I'm trying to make the gif as light as possible... Very low frame rate, short duration (about 1-2 seconds or so), minimum delta.

 

Still, it takes a finite amount of time to load, and (I believe) will start playing once it has SOME frames (not necessarily all), much like a .swf... so, you can run into problems with it starting before it's all loaded. So, that's why I'm trying to see if there's some means (be it official or hack) to hold back the display of the gif until it's fully loaded.

 

 

That all said, would putting it in a table do the trick?

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Tables might help but I have to say that I have not used animated gifs in about 7 years so I could not tell you if that will resolved your problem or not. You might google it. Also, there might be an alternative using jquery or something.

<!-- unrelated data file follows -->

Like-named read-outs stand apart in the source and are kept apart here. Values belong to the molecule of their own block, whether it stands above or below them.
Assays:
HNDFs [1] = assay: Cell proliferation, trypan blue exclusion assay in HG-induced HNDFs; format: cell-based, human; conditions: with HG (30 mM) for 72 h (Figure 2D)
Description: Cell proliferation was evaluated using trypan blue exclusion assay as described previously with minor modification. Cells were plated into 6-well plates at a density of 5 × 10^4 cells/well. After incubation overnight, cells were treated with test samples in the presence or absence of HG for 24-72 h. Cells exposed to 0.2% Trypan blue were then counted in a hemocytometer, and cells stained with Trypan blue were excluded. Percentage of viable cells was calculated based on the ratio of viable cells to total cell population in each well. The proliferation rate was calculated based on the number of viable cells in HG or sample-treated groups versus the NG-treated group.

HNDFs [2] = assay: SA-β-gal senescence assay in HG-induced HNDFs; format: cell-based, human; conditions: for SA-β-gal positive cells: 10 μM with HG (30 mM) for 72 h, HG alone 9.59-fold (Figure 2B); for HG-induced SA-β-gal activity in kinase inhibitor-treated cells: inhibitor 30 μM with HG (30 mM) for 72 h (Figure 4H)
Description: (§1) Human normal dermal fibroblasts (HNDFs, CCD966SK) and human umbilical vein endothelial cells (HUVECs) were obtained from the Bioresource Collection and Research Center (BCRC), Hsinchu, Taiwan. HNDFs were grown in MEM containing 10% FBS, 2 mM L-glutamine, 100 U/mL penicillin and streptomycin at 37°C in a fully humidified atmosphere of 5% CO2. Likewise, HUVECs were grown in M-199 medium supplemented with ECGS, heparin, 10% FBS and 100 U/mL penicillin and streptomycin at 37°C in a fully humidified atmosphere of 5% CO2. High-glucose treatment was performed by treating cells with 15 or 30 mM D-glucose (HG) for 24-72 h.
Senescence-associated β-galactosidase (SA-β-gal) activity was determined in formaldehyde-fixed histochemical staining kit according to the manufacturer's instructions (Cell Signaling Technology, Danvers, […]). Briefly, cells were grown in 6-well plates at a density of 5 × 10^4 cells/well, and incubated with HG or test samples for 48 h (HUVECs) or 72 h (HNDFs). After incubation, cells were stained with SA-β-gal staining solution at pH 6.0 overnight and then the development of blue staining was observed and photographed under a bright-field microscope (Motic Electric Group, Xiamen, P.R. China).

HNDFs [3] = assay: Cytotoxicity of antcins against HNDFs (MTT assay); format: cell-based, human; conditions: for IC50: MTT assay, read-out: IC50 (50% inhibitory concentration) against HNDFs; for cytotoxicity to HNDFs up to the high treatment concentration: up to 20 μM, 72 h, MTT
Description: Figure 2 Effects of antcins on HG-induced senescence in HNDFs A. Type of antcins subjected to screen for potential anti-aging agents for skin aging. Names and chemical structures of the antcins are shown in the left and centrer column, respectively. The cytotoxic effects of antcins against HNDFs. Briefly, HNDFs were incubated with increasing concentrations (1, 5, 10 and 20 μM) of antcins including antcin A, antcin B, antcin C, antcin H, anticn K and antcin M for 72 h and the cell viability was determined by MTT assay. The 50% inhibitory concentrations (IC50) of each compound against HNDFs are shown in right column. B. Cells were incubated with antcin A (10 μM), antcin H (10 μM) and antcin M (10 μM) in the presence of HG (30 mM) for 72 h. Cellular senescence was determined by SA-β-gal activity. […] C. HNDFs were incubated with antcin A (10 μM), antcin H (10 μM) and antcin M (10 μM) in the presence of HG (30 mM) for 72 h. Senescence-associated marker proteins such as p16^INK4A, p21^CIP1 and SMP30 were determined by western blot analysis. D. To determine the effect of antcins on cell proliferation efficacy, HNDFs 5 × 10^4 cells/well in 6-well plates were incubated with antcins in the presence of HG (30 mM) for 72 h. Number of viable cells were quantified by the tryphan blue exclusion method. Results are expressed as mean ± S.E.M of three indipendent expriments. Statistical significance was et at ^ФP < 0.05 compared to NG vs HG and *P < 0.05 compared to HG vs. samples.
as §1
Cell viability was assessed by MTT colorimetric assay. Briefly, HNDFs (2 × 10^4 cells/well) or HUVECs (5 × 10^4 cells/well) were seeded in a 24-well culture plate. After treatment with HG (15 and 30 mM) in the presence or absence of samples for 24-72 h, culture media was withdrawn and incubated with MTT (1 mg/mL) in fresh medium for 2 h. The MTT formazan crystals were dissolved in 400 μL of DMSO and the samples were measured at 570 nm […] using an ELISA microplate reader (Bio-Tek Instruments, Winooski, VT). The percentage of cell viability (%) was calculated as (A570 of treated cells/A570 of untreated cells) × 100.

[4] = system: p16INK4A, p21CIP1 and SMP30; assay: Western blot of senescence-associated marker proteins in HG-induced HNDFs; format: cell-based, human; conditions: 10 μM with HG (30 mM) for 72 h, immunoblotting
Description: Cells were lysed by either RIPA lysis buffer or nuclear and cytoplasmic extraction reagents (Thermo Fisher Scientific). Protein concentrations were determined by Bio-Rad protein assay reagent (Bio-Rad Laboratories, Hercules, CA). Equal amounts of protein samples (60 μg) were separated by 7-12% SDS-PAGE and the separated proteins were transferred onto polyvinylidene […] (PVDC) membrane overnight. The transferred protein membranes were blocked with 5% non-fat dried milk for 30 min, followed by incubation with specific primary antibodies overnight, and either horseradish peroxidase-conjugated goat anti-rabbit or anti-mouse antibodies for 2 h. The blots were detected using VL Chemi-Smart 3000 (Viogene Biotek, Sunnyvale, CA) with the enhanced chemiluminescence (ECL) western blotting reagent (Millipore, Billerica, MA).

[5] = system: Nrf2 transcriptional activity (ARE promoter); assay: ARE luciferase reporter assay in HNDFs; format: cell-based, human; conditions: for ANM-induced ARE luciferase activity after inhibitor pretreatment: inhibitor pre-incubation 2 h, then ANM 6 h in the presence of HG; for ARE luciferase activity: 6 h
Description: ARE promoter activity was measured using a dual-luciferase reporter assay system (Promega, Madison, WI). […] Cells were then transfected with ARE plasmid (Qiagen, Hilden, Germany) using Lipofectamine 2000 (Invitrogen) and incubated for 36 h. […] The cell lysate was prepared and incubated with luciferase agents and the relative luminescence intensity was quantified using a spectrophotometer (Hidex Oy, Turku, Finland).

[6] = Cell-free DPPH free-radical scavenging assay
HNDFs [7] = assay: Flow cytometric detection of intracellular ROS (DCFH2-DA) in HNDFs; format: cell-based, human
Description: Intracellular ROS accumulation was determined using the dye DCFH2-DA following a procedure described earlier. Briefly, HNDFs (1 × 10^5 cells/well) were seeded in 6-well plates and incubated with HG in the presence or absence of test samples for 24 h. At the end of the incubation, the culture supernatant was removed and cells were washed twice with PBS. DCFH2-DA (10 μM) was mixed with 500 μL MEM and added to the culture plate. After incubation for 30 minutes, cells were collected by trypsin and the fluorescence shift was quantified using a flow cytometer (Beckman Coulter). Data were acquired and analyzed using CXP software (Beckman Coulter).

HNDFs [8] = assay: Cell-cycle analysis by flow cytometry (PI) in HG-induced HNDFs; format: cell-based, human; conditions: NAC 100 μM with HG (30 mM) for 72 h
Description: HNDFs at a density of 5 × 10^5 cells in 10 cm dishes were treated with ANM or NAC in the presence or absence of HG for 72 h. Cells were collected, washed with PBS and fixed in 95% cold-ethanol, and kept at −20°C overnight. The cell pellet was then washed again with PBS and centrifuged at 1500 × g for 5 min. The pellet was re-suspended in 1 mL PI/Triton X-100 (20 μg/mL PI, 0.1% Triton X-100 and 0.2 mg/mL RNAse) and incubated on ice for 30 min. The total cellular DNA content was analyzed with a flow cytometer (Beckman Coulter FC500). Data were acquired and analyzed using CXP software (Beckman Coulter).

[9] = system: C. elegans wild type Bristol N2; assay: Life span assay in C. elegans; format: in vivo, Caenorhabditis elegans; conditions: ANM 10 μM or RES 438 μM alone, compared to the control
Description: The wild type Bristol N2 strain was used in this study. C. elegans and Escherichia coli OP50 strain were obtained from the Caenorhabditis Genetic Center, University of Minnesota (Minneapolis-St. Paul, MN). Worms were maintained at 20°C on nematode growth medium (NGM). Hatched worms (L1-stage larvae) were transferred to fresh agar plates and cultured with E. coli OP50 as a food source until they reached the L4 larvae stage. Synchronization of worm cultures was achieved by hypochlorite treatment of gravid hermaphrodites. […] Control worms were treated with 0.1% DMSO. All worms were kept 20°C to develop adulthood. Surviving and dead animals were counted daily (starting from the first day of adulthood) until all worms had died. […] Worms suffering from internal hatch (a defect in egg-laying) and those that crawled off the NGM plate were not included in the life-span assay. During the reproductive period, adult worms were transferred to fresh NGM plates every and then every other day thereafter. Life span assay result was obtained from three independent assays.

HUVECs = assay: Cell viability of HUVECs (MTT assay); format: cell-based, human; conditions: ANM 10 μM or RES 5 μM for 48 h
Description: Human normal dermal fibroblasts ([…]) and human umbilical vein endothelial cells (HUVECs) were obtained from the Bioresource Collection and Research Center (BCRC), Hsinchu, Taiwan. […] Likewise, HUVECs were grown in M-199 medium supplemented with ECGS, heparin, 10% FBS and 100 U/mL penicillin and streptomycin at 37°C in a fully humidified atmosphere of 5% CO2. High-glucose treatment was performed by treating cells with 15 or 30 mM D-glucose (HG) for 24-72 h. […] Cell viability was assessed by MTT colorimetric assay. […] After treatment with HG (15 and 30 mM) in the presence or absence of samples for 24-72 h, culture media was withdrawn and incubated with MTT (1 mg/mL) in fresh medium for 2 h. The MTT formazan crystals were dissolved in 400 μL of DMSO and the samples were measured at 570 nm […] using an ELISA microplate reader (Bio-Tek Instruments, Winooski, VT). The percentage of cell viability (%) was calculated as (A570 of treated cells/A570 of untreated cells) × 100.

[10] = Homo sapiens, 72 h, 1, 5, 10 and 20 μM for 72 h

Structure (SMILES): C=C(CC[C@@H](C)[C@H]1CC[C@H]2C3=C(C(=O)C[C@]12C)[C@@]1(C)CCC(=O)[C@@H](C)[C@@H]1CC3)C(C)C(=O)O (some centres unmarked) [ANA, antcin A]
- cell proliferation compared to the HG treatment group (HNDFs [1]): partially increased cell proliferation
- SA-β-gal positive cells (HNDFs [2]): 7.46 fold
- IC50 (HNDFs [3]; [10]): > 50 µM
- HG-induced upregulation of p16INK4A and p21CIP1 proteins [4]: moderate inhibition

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Ya, the jquery stuff (and scripting in general) is a bit out of my element. Trying to keep it simple (...and understandable to myself).

 

I would normally be teaching myself jquery and scripting overall, but I just have a million other things to do (...as I teach myself just about every other thing!).

 

 

The theory is fairly sound though, don't you think? Table elements have to load first before being displayed?

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What have you tried? There should be several simple things you could try. For example style the gif as invisible and then use the onload event of the window or the file itself to change the style to visible.

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The only thing I've tried is putting it in a single cell table (again, with the assumption that it wouldn't be displayed until fully loaded, due to it being in a table)... and I tried some preloader coding I found.